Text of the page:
O'GORMAN v. Indus. Claim Appeals Office

Annotate this Case

826 P.2d 390 (1991)

David L. O'GORMAN, Petitioner, v. The INDUSTRIAL CLAIM APPEALS OFFICE OF the STATE OF COLORADO, Gump Glass Company, and Liberty Mutual Fire Insurance Company, Respondents.

No. 90CA1781.

Colorado Court of Appeals, Div. C.

October 10, 1991.

As Amended February 20, 1992.

Certiorari Granted February 24, 1992.

*391 Brauer, Beuscher, Valentine, Goldhammer & Kelman, P.C., Joseph M. Goldhammer, Ellen M. Kelman, Denver, for petitioner.

Zarlengo, Mott, Zarlengo and Winbourn, Richard P. Myers, Denver, for respondents Gump Glass Co. and Liberty Mut. Fire Ins. Co.

Gale A. Norton, Atty. Gen., Raymond T. Slaughter, Chief Deputy Atty. Gen., Timothy M. Tymkovich, Sol. Gen., Michael P. Serruto, Asst. Atty. Gen., Denver, for respondent Indus. Claim Appeals Office of State of Colo.

Sarney, Trattler & Waitkus, P.C., William J. Macdonald, Terry D. Gordon, Denver, amicus curiae Colorado Trial Lawyers Ass'n.

Opinion by Judge RULAND.

Claimant, David L. O'Gorman, petitioned this court for review of an order of the Industrial Claim Appeals Panel. This order remanded his claim to the Administrative Law Judge (ALJ) for additional findings. Citing Natkin & Co. v. Eubanks, 775 P.2d 88 (Colo.App. 1989), the Panel moved to dismiss the petition on the basis that its order was not final for purposes of appellate review. In response to the motion, claimant asserted that the Panel lacked jurisdiction to enter its remand order because only two Panel members signed it. This court then ordered the parties to submit briefs on the jurisdictional issue. Having considered those briefs, we conclude that the Panel had jurisdiction, and therefore, we dismiss the petition without prejudice.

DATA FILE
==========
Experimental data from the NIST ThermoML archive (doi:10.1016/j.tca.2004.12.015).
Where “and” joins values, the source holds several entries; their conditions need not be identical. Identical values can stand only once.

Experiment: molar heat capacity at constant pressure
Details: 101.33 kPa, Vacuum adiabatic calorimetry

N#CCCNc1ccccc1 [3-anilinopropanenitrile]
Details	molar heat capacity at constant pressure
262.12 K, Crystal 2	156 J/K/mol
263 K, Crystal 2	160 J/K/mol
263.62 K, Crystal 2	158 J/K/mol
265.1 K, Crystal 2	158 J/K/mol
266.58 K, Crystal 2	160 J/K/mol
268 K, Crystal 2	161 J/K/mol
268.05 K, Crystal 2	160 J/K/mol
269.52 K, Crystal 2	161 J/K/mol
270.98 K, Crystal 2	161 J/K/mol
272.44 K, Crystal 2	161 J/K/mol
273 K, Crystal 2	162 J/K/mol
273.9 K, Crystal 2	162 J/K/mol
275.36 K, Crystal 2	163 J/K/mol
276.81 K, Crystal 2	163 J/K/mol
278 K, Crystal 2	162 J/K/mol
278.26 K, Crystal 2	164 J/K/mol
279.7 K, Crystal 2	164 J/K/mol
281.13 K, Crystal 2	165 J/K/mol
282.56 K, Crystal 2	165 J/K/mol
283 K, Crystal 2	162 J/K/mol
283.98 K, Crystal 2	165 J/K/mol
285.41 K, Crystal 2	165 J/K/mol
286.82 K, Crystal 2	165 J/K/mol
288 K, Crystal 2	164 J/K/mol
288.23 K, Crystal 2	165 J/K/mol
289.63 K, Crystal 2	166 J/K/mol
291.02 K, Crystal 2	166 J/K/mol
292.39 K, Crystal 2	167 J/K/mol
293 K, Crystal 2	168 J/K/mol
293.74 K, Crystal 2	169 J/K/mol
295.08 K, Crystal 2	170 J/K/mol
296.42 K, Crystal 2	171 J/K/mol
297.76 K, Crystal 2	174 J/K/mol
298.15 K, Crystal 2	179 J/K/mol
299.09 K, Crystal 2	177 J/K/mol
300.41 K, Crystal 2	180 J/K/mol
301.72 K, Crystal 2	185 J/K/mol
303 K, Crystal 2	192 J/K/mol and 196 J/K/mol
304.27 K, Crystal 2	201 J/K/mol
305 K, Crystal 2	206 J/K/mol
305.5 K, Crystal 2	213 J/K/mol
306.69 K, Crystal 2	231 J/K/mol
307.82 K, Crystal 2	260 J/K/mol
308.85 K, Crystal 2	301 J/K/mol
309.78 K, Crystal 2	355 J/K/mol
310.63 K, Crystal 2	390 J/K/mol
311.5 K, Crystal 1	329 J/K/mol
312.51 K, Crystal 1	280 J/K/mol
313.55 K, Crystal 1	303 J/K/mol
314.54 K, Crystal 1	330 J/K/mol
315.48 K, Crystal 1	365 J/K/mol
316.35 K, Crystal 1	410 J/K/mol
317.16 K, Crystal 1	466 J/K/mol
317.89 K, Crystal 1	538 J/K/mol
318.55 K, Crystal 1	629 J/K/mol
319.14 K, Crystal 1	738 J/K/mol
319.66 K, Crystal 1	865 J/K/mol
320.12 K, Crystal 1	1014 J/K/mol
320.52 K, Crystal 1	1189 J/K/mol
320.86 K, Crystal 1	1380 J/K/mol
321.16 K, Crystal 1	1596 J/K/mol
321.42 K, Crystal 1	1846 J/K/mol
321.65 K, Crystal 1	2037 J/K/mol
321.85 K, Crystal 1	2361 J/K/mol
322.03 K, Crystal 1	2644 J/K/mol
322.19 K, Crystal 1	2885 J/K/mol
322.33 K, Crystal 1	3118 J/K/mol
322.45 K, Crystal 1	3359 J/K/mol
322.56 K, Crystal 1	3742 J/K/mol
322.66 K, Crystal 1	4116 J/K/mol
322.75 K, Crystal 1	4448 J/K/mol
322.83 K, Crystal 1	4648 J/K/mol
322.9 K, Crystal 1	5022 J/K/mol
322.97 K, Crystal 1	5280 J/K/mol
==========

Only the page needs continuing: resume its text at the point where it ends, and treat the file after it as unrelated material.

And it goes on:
Prior to the enactment of legislation creating the Panel, administrative review of workers' compensation and unemployment compensation claims was conducted by a three-member Industrial Commission. Section 8-1-102(1), C.R.S. The General Assembly authorized a majority of the members to address each review. Section 8-1-102(2), C.R.S.

When legislation was initially adopted creating the Panel for review of workers' compensation and unemployment compensation claims, appointment of three members was authorized. See § 8-1-102, C.R.S. (1986 Repl.Vol. 3B). The statute was silent as to the number of members required to reach a decision in each case. *392 However, when two members of the Panel agreed upon disposition of any particular case, the order was signed by those Panel members only.

In 1989, the statute establishing the Panel was amended to provide:

"There is hereby created in the office of the executive director of the department of labor and employment the industrial claim appeals office, which may consist of five industrial claim appeals examiners, who shall be appointed to serve on the industrial claim appeals panel by the executive director.... Each industrial claim appeals examiner shall exercise his powers and perform his duties and functions in the industrial claim appeals office within the office of the executive director of the department as if transferred thereto by a type 2 transfer as such transfer is defined in the `Administrative Organization Act of 1968', article 1 of title 24, C.R.S." Section 8-1-102(1), C.R.S. (1990 Cum.Supp). (emphasis added)

However, only one additional member was appointed; thus, the Panel currently consists of four members.